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Guest Column: In defense of the shootout

(Ed. Note: If you read Puck Daddy, you know our feelings on the skills competition, er, shameless gimmick, er, "shootout." So in the interest of equal time, here is PD reader Mike Knerr, a history major at Colgate University and a Pittsburgh Penguins fan for 16 years, "in defense of the gimmick.")

By Mike Knerr

I really do understand and sympathize with a lot of the arguments against the shootout.

My feelings on the shootout are not unmixed, but I feel that much of the vitriol against them is unwarranted. Since it's become the popular thing on hockey blogs to snipe the shootout [no pun intended] whenever possible, I felt it was necessary for someone to play devil's advocate.

I think it's important to remember why the NHL instituted the "gimmick" in the first place. Was it a part of the same NHL campaign to appeal to new and casual fans that has earned similar scorn for NBC broadcasts? Sure. But as irritated as self-professed "true" fans get about these hockey neophytes, the fact of the matter is the game is achieving levels of popularity that seemed impossible during the game's nadir in 2004, or during the "dead puck era" before that.

Hockey "purists" (read: snobs) should pause before criticizing these attempts to bring in casual fans.

Getting more fans is an unquestionably good thing for the NHL. Besides, even these purists would say that the game is quite possibly better now than it ever was, and the shootout was part of that overall effort by the NHL to make the game faster and more competitive and, most importantly, to showcase its star players.

Hence the relentless marketing of stars like Sidney Crosby(notes), Alex Ovechkin(notes), Jonathan Toews(notes), Pavel Datsyuk(notes) and so on. Ultimately, such efforts have been successful in promoting the brand of the game and reinvigorating it.

The shootout came out of the same rationale — what would happen if we gave these stars an unimpeded path to work their magic? What kind of dazzling moves might they exhibit if given the time and space often not afforded them during gameplay?  After all, penalty shots had been exciting fans for years.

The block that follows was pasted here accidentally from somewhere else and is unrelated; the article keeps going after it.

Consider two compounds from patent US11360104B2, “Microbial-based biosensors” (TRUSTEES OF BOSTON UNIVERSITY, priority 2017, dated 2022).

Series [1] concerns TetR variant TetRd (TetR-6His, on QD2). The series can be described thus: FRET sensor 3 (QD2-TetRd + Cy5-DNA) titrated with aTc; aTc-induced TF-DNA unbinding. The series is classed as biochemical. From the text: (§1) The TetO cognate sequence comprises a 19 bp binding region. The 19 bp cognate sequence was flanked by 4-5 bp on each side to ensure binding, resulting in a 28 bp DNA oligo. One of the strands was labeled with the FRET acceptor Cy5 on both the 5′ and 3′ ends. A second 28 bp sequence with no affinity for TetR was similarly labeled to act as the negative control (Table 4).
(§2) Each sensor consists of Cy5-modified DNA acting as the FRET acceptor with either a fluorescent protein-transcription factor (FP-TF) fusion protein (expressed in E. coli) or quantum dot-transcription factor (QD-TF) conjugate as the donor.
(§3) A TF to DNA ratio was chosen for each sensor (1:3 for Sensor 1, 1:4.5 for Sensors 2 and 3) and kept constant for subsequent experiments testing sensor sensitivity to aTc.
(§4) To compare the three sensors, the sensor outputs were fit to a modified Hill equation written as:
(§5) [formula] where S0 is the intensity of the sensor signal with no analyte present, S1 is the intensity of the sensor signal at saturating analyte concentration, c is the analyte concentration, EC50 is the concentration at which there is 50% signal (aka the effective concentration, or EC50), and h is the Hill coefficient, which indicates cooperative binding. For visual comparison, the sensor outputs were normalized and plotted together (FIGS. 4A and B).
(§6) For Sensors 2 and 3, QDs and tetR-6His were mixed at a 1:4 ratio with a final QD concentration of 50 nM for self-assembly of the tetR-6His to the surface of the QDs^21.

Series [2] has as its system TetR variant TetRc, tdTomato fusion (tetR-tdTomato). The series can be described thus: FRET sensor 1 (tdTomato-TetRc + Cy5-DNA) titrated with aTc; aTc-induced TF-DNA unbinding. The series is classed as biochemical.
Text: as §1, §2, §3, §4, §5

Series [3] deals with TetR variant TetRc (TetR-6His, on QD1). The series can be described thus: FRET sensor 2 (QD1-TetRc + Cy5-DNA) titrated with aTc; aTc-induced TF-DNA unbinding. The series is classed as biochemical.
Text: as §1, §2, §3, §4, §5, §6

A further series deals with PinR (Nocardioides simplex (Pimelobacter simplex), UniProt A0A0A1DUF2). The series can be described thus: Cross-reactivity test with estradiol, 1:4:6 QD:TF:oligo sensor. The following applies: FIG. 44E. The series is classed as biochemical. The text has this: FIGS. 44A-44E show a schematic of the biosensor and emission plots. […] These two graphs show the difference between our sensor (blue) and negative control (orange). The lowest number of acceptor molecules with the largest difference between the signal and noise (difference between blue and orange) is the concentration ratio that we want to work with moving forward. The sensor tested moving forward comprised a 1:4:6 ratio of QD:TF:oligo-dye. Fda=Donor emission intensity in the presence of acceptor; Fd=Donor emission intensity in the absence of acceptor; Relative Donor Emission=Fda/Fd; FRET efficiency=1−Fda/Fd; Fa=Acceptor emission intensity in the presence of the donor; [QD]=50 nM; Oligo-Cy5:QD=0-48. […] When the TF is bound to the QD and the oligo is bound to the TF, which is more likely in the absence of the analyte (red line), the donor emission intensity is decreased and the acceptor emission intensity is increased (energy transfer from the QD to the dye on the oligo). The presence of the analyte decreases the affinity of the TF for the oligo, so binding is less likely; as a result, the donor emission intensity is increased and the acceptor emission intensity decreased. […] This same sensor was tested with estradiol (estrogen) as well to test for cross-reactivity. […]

Some may argue that the actual product doesn't always live up to that rationale. Sometimes the star players aren't very good in the shootout and other times the shootout may be the defining skill for an otherwise average player (I'm looking at you, Evgeni Malkin(notes) and Erik Christensen(notes)). Sometimes a player skates in clueless and shoots the puck into the goalie's crest. But despite all those times, what we remember are the gems from Linus Omark(notes), Pavel Datsyuk and Marek Malik(notes), as well as spectacular fails such as Ilya Kovalchuk(notes) losing the puck.

Even detractors tend to admit the shootout at its best can be an exciting and nail-biting display for fans. And isn't that better than a tie?  Ties always felt to me like a waste of a game. There's no catharsis. No thrilling victory. No bitter defeat. No elation, no rage. They were one giant "meh" and I haven't heard a compelling argument to the contrary.

Guest Column: In defense of the shootoutI just can't see watching players fight tooth and nail for 65 minutes only to stop at the buzzer, shake hands and walk away agreeing to call it a draw.

So if having SOME way of deciding the game is at least desirable, and since playoff format is impractical for the regular season, then perhaps instead of criticizing the shootout altogether we should attempt to improve it. Which is why I like what the R&D camp is doing.

I'm not arguing the shootout is perfect. Personally, I'd like to see five players for each team to minimize the luck factor. And I like the idea of extending OT and playing some 3-on-3 before the shootout. Reevaluating the shootout should also mean reevaluating overtime.

Another common argument against the shootout is that it's not "real hockey," that it's not really a part of the game that teams had fought so hard for 65 minutes to win, and that the skills needed in the shootout are different than those in the rest of the game.

Does that mean that penalty shots are also not part of hockey?

What about breakaways?

The shootout doesn't introduce any element to the game that isn't already there — it has the same skills showcased during the rest of the game, but in a rawer, more stripped-down form. There's just fewer players at a time. By the same rationale, 4-on-4 overtime is a gimmick because the prior 60 minutes were played 5-on-5.

My point is that for all those so quick to criticize the shootout, remember why it's there, remember what it's for, and remember what things were like before it existed. Games ending 1-1. Rare opportunities to see the game's top players on a breakaway. And an overall less exciting product.

The shootout is part and parcel of the NHL's post-lockout reform of the game. And the R&D camp is here to make sure the game continues to change and evolve, so that all fans — old, new, die-hard and casual — will continue to feel the blood-pounding excitement that hockey offers like no other sport - from beginning to end.

Mike Knerr is a history major and researcher at Colgate University, interested in religion, politics, and the Pittsburgh Penguins. Follow him on Twitter at @ipenguin67.

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